Women and Sexually Transmitted Infections
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 Women and Sexually Transmitted Infections

 Women and Sexually Transmitted Infections

What is an STI?

A sexually transmitted infection (STI) is an infection passed from person to person through sexual contact, either through infected body fluids or direct contact.

Anyone who has had sex or is sexually active may be at risk of an STI.

What are the signs and symptoms?

Many women with an STI have no symptoms. However, the infection still needs to be treated.

• If you do have symptoms, they may include the following:
• Thicker, yellowish/greenish or blood-stained discharge
• Itching, swelling or redness at vagina/vulva
• Pain at vagina/vulva during sex
• Pain or increased frequency when passing urine
• Broken skin, abnormal growths or ulcers in the genital areas
• Pain in the lower abdomen
• Abnormal bleeding e.g. after sex

If you have any symptoms, or have no symptoms but are sexually active, or feel you may have been exposed to an STI, please see a doctor.

Common STIs among Women

Chlamydia & Gonorrhoea

• Both are bacterial infections that may cause heavier yellowish vaginal discharge or abnormal bleeding.
• However, both infections often do NOT cause noticeable symptoms at all.
• If untreated, they may lead to pelvic infection and infertility or spread in the blood (with gonorrhoea) to cause a more serious illness.
• Gonorrhoea and chlamydia can be treated with antibiotics.


• It is caused by a protozoan (small organism) called Trichomonas vaginalis.
• Women with trichomonas may have no symptoms or may have changes in the vaginal discharge or itching.
• If untreated, the cervix may become inflamed. It can also cause pregnancy complications.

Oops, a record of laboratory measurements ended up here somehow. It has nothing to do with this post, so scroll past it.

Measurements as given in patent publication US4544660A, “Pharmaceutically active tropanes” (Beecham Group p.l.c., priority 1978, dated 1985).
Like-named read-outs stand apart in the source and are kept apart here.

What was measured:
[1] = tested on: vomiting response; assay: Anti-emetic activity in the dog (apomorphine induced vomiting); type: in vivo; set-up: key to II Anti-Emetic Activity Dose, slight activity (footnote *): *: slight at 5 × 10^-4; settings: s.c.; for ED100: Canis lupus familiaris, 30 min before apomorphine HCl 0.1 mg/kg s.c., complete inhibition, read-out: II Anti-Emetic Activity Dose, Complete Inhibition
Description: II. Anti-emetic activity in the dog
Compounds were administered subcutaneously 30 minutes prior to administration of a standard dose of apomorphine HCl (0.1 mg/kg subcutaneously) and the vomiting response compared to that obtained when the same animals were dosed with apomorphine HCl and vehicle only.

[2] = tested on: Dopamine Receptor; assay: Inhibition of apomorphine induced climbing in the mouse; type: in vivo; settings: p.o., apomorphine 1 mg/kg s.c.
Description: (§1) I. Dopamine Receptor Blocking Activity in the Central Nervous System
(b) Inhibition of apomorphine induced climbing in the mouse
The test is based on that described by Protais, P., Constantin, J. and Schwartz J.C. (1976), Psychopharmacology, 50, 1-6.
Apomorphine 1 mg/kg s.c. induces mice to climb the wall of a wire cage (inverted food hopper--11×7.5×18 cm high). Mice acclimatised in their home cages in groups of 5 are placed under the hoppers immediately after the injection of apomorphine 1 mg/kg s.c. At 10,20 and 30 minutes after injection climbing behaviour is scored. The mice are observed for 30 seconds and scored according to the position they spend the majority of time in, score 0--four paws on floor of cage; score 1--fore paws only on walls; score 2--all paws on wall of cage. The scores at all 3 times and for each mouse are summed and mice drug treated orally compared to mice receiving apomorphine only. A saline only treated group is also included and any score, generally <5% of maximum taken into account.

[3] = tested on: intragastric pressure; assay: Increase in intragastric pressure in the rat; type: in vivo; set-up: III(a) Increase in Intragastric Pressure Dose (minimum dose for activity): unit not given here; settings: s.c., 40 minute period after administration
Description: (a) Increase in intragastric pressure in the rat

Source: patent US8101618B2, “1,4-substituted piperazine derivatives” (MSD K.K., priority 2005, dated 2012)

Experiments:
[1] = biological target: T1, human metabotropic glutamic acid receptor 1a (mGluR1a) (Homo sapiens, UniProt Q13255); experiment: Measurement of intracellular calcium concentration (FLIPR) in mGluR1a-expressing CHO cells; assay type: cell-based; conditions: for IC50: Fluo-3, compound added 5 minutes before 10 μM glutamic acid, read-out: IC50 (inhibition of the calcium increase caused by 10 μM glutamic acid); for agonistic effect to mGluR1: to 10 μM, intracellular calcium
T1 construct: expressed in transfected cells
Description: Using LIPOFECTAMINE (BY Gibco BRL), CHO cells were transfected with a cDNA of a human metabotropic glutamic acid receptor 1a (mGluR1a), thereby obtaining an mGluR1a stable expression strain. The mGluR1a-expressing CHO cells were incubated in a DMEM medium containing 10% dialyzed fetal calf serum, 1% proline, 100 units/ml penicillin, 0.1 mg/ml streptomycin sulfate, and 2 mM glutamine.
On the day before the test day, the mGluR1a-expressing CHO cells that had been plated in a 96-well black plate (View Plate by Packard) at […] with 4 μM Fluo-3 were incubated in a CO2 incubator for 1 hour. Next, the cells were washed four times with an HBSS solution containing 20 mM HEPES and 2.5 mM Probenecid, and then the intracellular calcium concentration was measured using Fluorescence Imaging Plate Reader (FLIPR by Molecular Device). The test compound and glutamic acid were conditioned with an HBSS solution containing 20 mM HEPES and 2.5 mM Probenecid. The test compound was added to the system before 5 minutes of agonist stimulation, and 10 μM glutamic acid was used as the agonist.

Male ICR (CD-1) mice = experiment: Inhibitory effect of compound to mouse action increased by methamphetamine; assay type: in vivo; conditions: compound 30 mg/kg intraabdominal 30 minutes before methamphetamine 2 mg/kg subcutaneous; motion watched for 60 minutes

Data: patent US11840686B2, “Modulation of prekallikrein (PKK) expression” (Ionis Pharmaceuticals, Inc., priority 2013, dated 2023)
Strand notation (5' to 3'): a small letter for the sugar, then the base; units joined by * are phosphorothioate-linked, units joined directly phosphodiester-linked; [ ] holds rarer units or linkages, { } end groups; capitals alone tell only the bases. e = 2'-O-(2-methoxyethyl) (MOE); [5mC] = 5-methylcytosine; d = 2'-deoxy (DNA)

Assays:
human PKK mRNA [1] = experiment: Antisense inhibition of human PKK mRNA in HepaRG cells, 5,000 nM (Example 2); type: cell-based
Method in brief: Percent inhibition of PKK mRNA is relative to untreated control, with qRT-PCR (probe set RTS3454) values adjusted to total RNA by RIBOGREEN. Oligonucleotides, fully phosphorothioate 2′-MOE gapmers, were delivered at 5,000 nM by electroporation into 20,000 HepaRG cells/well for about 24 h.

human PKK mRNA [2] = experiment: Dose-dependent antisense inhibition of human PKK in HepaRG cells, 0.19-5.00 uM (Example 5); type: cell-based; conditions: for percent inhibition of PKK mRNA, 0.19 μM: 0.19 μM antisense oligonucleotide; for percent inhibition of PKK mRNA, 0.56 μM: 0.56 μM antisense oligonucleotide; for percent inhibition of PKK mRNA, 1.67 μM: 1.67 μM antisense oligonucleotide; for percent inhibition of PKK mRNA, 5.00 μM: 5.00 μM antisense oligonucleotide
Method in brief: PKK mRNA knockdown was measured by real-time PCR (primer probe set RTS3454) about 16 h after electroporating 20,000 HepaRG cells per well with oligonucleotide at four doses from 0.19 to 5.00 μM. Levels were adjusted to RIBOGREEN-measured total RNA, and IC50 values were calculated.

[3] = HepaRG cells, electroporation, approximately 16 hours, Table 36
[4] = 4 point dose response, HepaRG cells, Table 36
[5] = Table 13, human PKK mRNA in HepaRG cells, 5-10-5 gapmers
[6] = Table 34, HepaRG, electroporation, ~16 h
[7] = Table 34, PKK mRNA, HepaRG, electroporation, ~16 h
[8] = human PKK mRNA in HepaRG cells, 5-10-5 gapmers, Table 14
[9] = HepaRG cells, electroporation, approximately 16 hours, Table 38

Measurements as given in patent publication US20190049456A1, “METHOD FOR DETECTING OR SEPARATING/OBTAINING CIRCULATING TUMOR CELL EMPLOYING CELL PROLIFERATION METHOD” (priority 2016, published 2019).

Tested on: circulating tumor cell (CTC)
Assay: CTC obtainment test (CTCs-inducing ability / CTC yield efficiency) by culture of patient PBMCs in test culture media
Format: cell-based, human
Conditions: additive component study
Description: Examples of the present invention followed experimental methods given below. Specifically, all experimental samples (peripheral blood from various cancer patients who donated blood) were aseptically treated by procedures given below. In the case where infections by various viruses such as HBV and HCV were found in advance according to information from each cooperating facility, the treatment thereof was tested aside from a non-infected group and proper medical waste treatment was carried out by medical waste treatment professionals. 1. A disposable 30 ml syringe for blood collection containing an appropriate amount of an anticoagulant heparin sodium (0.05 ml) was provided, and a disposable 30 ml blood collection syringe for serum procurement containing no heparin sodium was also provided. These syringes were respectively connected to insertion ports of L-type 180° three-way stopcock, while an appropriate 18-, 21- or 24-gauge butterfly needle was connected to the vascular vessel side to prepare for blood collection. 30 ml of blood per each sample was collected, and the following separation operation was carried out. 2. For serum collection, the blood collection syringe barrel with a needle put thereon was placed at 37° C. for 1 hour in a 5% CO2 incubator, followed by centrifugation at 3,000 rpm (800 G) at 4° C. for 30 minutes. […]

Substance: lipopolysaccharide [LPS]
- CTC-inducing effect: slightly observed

• Trichomonas can be treated with antibiotics.

Genital Herpes

• Genital herpes is a viral infection caused by the Herpes simplex virus type 1 or 2.
• Painful blisters and ulcers may form on the genital skin. Type 1 also causes cold sores on the lips.
• The whole outbreak may last from 1 to 3 weeks.
• Genital herpes can recur but frequent episodes can be suppressed by using antiviral drugs.
• Unless someone has symptoms of herpes, it is usually not routinely tested for.

Genital Warts

• Genital warts are a viral infection caused by the Human Papillomavirus (HPV).
• People with HPV can have no symptoms or they can have small growths on the skin, which can increase in size and number.
• Warts can be treated with liquid nitrogen, medicated solutions or creams. Severe cases may need surgery for removal. Repeat treatment may be necessary for recurrent warts, which is common.
• Some HPV infections can lead to cervical or genital cancers.
• A vaccine is available to prevent HPV infection (warts and cervical cancer).
• Regular Pap smears (every 3 years from the age of 25) are advised to help detect early changes that can lead to cervical cancer. 


• Syphilis is a bacterial infection caused by Treponema pallidum.  People infected with syphilis can have a variety of signs and symptoms.